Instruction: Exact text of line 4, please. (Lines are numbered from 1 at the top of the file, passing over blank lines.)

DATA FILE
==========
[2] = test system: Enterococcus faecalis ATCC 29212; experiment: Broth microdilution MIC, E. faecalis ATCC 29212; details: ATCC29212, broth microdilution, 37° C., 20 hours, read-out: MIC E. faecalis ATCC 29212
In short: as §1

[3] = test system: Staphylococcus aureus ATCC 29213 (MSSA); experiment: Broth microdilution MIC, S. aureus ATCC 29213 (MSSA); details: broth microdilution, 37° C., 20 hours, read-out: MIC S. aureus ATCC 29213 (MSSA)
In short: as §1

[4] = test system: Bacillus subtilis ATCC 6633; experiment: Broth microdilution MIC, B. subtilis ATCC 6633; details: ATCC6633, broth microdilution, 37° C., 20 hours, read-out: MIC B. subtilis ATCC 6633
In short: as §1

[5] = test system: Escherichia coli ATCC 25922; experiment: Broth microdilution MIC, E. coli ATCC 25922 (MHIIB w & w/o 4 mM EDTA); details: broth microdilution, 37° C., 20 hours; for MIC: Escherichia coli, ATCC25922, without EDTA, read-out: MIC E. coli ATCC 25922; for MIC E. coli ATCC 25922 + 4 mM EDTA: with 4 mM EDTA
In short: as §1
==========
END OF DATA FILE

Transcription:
In short: as §1